United Kingdom’s Standards for Midwifery Practice and Licensure

by faithgibson on February 24, 2013

in Physician Supervision Issues

The Nursing and Midwifery Council is the regularity body for all nurses and midwives in the UK.  They set standards of education, training, conduct and performance and can investigate those who fall short of the standards.

http://www.nmc-uk.org/Publications/Standards/

1 May 2008

The people in your care must be able
to trust you with their health and wellbeing.

To justify that trust, you must:

• make the care of people your first concern, treating them as individuals and respecting their dignity
• work with others to protect and promote the health and wellbeing of those in your care, their families and carers, and the wider community
• provide a high standard of practice and care at all times
• be open and honest, act with integrity and uphold the reputation of your profession.

As a professional, you are personally accountable for actions and omissions in your
practice, and must always be able to justify your decisions. You must always act lawfully, whether those laws relate to your professional practice or personal life.

Failure to comply with this code may bring your fitness to practise into question and
endanger your registration.

This code should be considered together with the Nursing and Midwifery Council’s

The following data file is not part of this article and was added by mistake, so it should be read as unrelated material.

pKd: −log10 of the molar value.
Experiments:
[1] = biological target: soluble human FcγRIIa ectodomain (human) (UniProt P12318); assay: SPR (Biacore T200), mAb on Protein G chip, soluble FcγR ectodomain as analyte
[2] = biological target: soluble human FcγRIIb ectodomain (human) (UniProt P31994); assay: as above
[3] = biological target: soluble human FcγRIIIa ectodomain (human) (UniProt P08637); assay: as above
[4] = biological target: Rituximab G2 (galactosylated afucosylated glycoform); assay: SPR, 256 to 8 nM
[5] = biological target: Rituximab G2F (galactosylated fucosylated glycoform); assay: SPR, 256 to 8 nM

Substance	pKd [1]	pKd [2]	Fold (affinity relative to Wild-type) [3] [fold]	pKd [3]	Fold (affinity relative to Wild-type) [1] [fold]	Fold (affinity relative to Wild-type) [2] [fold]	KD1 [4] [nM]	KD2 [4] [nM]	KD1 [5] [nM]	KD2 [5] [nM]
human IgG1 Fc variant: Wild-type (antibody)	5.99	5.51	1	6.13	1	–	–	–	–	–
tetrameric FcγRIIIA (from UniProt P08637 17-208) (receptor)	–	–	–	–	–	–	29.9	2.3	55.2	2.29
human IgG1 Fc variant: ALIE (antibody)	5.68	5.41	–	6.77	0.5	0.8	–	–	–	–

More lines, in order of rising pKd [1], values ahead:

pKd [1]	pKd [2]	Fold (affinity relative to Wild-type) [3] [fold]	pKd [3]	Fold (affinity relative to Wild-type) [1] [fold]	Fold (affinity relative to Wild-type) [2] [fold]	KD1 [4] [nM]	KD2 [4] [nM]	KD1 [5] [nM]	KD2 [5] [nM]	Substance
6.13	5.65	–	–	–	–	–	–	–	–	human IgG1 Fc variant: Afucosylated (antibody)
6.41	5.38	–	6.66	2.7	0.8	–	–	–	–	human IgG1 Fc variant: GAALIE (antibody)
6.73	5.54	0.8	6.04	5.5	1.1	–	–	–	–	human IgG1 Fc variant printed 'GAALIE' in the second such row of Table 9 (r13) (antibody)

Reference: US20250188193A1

(NMC) rules, standards, and guidance available from www.nmc-uk.org

The code ~

Make the care of people your first concern, treating them as individuals and respecting their dignity.

Treat people as individuals:

1. You must treat people as individuals and respect their dignity.
2. You must not discriminate in any way against those in your care.
3. You must treat people kindly and considerately.
4. You must act as an advocate for those in your care, helping them to access
relevant health and social care, information and support.

Respect people’s confidentiality:

5. You must respect people’s right to confidentiality.
6. You must ensure people are informed about how and why information is shared by
those who will be providing their care.
7. You must disclose information if you believe someone may be at risk of harm, in
line with the law of the country in which you are practising.

Collaborate with those in your care:

8. You must listen to the people in your care and respond to their concerns and preferences.
9. You must support people in caring for themselves to improve and maintain their health.
10. You must recognise and respect the contribution that people make to their own
care and wellbeing.
11. You must make arrangements to meet people’s language and communication needs.
12. You must share with people, in a way they can understand, the information they want or need to know about their health.
. . . .

Ensure you gain consent:

13. You must ensure that you gain consent before you begin any treatment or care.
14. You must respect and support people’s rights to accept or decline treatment and care.
15. You must uphold people’s rights to be fully involved in decisions about their care.
16. You must be aware of the legislation regarding mental capacity, ensuring that people who lack capacity remain at the centre of decision making and are fully safeguarded.
17. You must be able to demonstrate that you have acted in someone’s best interests if you have provided care in an emergency.

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